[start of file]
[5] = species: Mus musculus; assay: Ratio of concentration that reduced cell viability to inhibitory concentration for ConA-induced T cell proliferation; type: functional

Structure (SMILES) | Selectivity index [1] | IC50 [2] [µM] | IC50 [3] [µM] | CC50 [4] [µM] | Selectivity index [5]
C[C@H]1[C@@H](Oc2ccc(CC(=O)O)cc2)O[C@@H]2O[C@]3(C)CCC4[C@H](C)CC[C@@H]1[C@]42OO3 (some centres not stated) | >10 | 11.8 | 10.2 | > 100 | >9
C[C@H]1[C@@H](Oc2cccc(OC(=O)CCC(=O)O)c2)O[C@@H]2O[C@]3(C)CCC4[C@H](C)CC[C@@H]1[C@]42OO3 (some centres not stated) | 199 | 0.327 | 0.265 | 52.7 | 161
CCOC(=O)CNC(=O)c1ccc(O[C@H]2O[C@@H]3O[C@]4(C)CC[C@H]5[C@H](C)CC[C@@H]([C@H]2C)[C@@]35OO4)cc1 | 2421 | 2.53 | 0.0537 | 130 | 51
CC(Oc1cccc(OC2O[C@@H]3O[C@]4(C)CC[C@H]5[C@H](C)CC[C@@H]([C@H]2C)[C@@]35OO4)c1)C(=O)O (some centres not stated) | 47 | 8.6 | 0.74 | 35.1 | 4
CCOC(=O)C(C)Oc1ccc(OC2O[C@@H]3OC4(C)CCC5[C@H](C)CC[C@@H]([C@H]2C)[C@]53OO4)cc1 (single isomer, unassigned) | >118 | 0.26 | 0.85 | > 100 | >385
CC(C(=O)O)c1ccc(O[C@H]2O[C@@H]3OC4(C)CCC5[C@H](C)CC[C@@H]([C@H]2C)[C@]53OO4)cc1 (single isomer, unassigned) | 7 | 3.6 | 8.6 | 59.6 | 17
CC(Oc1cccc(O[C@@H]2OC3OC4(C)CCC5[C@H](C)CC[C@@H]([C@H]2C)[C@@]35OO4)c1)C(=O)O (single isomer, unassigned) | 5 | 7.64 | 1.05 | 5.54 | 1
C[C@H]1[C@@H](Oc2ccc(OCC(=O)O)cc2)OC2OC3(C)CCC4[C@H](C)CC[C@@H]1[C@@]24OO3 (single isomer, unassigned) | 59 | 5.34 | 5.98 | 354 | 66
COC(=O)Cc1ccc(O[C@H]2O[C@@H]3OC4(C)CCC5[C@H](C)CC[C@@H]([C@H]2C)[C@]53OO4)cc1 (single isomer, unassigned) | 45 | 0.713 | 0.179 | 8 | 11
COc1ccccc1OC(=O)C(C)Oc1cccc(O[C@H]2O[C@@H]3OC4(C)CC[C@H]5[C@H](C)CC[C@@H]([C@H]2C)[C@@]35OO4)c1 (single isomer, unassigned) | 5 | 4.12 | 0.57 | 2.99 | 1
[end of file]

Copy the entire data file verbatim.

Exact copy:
[5] = species: Mus musculus; assay: Ratio of concentration that reduced cell viability to inhibitory concentration for ConA-induced T cell proliferation; type: functional

Structure (SMILES) | Selectivity index [1] | IC50 [2] [µM] | IC50 [3] [µM] | CC50 [4] [µM] | Selectivity index [5]
C[C@H]1[C@@H](Oc2ccc(CC(=O)O)cc2)O[C@@H]2O[C@]3(C)CCC4[C@H](C)CC[C@@H]1[C@]42OO3 (some centres not stated) | >10 | 11.8 | 10.2 | > 100 | >9
C[C@H]1[C@@H](Oc2cccc(OC(=O)CCC(=O)O)c2)O[C@@H]2O[C@]3(C)CCC4[C@H](C)CC[C@@H]1[C@]42OO3 (some centres not stated) | 199 | 0.327 | 0.265 | 52.7 | 161
CCOC(=O)CNC(=O)c1ccc(O[C@H]2O[C@@H]3O[C@]4(C)CC[C@H]5[C@H](C)CC[C@@H]([C@H]2C)[C@@]35OO4)cc1 | 2421 | 2.53 | 0.0537 | 130 | 51
CC(Oc1cccc(OC2O[C@@H]3O[C@]4(C)CC[C@H]5[C@H](C)CC[C@@H]([C@H]2C)[C@@]35OO4)c1)C(=O)O (some centres not stated) | 47 | 8.6 | 0.74 | 35.1 | 4
CCOC(=O)C(C)Oc1ccc(OC2O[C@@H]3OC4(C)CCC5[C@H](C)CC[C@@H]([C@H]2C)[C@]53OO4)cc1 (single isomer, unassigned) | >118 | 0.26 | 0.85 | > 100 | >385
CC(C(=O)O)c1ccc(O[C@H]2O[C@@H]3OC4(C)CCC5[C@H](C)CC[C@@H]([C@H]2C)[C@]53OO4)cc1 (single isomer, unassigned) | 7 | 3.6 | 8.6 | 59.6 | 17
CC(Oc1cccc(O[C@@H]2OC3OC4(C)CCC5[C@H](C)CC[C@@H]([C@H]2C)[C@@]35OO4)c1)C(=O)O (single isomer, unassigned) | 5 | 7.64 | 1.05 | 5.54 | 1
C[C@H]1[C@@H](Oc2ccc(OCC(=O)O)cc2)OC2OC3(C)CCC4[C@H](C)CC[C@@H]1[C@@]24OO3 (single isomer, unassigned) | 59 | 5.34 | 5.98 | 354 | 66
COC(=O)Cc1ccc(O[C@H]2O[C@@H]3OC4(C)CCC5[C@H](C)CC[C@@H]([C@H]2C)[C@]53OO4)cc1 (single isomer, unassigned) | 45 | 0.713 | 0.179 | 8 | 11
COc1ccccc1OC(=O)C(C)Oc1cccc(O[C@H]2O[C@@H]3OC4(C)CC[C@H]5[C@H](C)CC[C@@H]([C@H]2C)[C@@]35OO4)c1 (single isomer, unassigned) | 5 | 4.12 | 0.57 | 2.99 | 1